With 60 watts we can cut through thick plywood, plastics, rubber, paper, fabric, cork, etc. And it can etch coated metals like anodized aluminum. It also has a lot of useful features that the laser cutters I used in school didn’t have, like auto-focus and a vacuum table for holding down thin materials. We have switched production of our few laser cut products to be completely in house. That means when you order a Radial necklace or an Orchid necklace; we cut it in our studio on demand. We are also looking forward to launching some new applets later in the year that will allow you to customize several laser cut housewares and jewelry products. Unlike our other applets which have a turn around of 2-3 weeks for customized designs, we will be able to ship these products in the same time frame as our off the shelf items, 2-3 days!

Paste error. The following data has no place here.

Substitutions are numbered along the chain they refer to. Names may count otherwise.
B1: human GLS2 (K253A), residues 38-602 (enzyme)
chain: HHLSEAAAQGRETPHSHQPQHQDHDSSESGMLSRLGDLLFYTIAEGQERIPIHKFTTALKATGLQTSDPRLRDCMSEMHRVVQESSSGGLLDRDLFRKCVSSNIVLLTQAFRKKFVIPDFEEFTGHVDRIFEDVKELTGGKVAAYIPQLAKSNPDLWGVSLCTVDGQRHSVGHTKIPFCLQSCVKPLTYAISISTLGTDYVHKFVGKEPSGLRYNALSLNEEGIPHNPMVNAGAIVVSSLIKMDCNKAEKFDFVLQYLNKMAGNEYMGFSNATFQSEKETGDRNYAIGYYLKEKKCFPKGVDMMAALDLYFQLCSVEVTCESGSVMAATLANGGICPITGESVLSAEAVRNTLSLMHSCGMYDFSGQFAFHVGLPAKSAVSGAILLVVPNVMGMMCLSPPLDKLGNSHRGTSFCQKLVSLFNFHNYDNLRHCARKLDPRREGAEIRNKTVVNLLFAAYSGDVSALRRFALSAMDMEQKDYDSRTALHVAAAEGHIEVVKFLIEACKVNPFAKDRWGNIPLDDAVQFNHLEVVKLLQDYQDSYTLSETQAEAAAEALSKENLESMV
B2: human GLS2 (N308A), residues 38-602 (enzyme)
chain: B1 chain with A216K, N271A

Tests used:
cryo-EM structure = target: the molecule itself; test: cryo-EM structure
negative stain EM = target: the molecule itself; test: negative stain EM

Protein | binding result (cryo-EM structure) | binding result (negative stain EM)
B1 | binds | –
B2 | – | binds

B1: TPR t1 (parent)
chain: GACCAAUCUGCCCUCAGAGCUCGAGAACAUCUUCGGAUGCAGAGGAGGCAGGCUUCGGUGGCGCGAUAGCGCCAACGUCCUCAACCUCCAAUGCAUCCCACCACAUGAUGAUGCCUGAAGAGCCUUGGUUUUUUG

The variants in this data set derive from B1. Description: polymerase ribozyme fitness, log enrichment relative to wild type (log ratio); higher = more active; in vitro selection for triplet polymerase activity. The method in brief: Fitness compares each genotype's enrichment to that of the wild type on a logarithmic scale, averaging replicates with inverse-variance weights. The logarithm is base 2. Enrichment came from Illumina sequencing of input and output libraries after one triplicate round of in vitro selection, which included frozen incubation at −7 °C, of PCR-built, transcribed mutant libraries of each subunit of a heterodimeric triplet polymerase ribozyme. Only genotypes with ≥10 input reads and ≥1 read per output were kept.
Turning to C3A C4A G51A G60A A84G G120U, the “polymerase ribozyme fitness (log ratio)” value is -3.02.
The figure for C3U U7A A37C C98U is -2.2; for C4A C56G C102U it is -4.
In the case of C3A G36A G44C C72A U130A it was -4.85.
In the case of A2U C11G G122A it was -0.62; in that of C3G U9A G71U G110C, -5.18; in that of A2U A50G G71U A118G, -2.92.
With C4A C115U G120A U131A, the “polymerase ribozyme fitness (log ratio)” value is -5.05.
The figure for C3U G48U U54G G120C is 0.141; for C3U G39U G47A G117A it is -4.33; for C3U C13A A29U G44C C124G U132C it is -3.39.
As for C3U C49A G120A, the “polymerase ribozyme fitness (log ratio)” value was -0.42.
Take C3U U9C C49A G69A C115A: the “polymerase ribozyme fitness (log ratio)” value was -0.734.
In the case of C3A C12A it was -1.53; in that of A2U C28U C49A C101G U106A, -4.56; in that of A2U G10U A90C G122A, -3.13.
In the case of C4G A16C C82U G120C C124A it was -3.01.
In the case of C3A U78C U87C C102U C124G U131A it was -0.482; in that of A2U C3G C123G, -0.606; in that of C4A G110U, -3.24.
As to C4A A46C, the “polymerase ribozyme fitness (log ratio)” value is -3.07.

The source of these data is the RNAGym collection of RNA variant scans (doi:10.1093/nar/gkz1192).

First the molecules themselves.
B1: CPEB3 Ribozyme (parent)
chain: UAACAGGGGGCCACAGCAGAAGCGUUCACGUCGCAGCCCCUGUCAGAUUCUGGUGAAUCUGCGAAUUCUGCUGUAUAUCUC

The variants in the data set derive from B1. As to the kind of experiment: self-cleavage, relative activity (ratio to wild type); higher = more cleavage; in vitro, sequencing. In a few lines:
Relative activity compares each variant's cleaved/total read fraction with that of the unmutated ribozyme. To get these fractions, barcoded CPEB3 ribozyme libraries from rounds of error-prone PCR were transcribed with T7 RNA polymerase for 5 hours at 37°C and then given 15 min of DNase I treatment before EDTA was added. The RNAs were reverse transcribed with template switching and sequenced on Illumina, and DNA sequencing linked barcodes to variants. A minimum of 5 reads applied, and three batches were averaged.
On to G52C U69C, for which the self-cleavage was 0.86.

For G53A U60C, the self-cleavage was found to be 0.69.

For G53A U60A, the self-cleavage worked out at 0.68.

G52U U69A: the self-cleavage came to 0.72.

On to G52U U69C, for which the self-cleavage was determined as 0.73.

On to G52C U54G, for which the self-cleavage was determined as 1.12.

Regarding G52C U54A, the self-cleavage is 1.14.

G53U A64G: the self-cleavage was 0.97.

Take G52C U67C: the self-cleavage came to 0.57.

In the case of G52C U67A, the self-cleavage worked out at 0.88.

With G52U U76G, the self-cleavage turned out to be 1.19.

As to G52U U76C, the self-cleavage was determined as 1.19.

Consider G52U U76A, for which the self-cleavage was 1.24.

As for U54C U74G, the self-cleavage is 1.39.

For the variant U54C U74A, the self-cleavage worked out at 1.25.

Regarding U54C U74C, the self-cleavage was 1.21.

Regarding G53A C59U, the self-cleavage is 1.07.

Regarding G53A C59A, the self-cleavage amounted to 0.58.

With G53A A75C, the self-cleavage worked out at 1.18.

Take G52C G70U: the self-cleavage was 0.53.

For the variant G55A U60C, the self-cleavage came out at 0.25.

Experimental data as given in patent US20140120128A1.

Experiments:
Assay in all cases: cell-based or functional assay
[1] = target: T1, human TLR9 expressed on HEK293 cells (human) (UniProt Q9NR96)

To celebrate our new laser cutter, we decided at the last minute to create a new display to show our jewelry at ICFF. We spent one day designing it. The next day laser cutting it. And the last day assembling it. Despite our careful numbering, assembling it was VERY hard. Luckily, our friend Alec was there to help. Thanks Alec!
The design was a riff on our unimplemented designs for the New York Gift Fair from earlier in the year (read about that here). It is sort of a bunch of ellipsoids stitched together into a set of “caves” for hanging necklaces and convex regions for holding earrings and bracelets. But the part we really spent time designing was how each piece would fit together and how each shell would be discretized into panels. The panels are created using a tangent planes method to develop a non-triangular surface discretization. We worked to create a pattern spiraling six-sided panels with a somewhat elongated plant cell type shape.